Nonprofit, independent journalism. Supported by readers.


Refinancing auto loans: Did you know you could?

Home mortgage refinancing has boomed during the recession, but most people don’t realize that they can do the same with their auto loans — and it’s both easier and cheaper than refinancing a mortgage.

Home mortgage refinancing has boomed during the recession, but most people don’t realize that they can do the same with their auto loans — and it’s both easier and cheaper than refinancing a mortgage.

“I ask people, ‘Do you know that every month you leave 100 bucks on your driveway for other people to pick up?” says Mukesh Chatter, creator of an auto loan refinance website. “They’re shocked. They’ve been doing it for 20 years, for some people, religiously putting 100 bucks out on their driveway.”

He’s referring to the savings customers have found through his website, which provides a quick and transparent mechanism for checking out refinance options. “On average, people are saving $1,412 dollars per year,” says Chatter.

When refinancing a home loan, you want to look to decrease “at least 2 points,” says John Siracuse, a California real estate broker and the creator of The title, costs, escrow fees, etc., typically add up to about 1 percent of your mortgage, so if you can’t shave off more than that, you’re better off leaving your mortgage alone.

Article continues after advertisement

Refinancing car loans is simpler and easier.

When dealerships publish bargain-basement rates, they don’t always mention that those rates go to buyers with credit scores of more than 800. The rates for everyone else can easily run 5 to 10 percent for a new car, or 10 to 15 percent for a used one.

“You’ll always be hit with a higher interest rate on an older car,” confirms Siracuse.

On, consumers with one of these high-interest car loans can refinance quickly and easily. Chatter’s reverse auction lets banks and credit unions bid for your loan in a transparent system that shows you exactly how much you’ll save over your current loan.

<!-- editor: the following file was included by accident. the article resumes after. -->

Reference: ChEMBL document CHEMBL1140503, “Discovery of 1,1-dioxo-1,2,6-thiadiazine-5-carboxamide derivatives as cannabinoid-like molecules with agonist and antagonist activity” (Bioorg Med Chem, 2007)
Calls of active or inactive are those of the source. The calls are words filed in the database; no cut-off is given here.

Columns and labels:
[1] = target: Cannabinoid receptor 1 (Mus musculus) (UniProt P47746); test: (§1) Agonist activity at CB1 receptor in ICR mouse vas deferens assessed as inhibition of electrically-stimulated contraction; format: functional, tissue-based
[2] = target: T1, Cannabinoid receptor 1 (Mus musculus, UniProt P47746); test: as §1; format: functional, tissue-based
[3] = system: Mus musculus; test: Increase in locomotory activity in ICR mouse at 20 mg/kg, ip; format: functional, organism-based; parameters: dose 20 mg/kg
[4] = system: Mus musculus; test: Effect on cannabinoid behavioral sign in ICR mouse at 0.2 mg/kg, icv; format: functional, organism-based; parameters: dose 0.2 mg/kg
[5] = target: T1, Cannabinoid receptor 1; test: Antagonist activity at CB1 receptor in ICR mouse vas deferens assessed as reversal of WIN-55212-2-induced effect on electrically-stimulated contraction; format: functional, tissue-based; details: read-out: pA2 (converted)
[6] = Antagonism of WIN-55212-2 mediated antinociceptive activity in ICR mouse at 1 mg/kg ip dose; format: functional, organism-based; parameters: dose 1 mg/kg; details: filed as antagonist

Instead of wandering from bank to bank to seek out the best rate, filling out pages of personal information and risking dings to your credit score with each loan request, consumers can now enter just seven pieces of information and check to see if they can save money. No commitment, no credit checks.

What are the seven facts you need to know? Your credit score (or range), the make and year of your car, the balance on your loan, your current interest rate, your ZIP code and your mileage. That’s it.

Chatter is passionate about saving consumers money. There’s little in it for him: His company gets a flat fee for each loan that gets negotiated through his website. Other than that, all the benefit is for the borrower.

Word is spreading: Every month, his website’s traffic doubles, Chatter says. He started it in 2007 with CDs and savings accounts but launched the auto loan program about four months ago. Already, they’re getting a few thousand visitors per week for auto financing.

The secret to securing a good loan: Pay attention to the interest rate. “Don’t look at the monthly payment or anything else,” says Siracuse. “If you can get a lower interest rate, great. Uneducated borrowers keep getting hurt on their interest rates.” The higher your rates, the more you’ll pay over time, and the longer it will take to pay it off.

Article continues after advertisement

So far, 133 banks and credit unions have signed up on Coverage is far from even, nationwide, but Chatter is working to improve that, with another 102 lenders “in the pipeline.” If you live in an area with heavy coverage, dozens of lenders might bid for your loan. If not, you might see the same one or two banks.

Still, it takes less than a minute to enter the information and check, so it’s worth a pop over to see how much you can save. You’ll be shown a list of loan terms — 6-year, 5-year, 4-year, etc — and the three cheapest loan rates for each term. “If you don’t save, there’s no loss. And if you do save, it’s money in your pocket,” says Chatter. “In a minute, to save a thousand bucks a year? That’s a minute well spent.”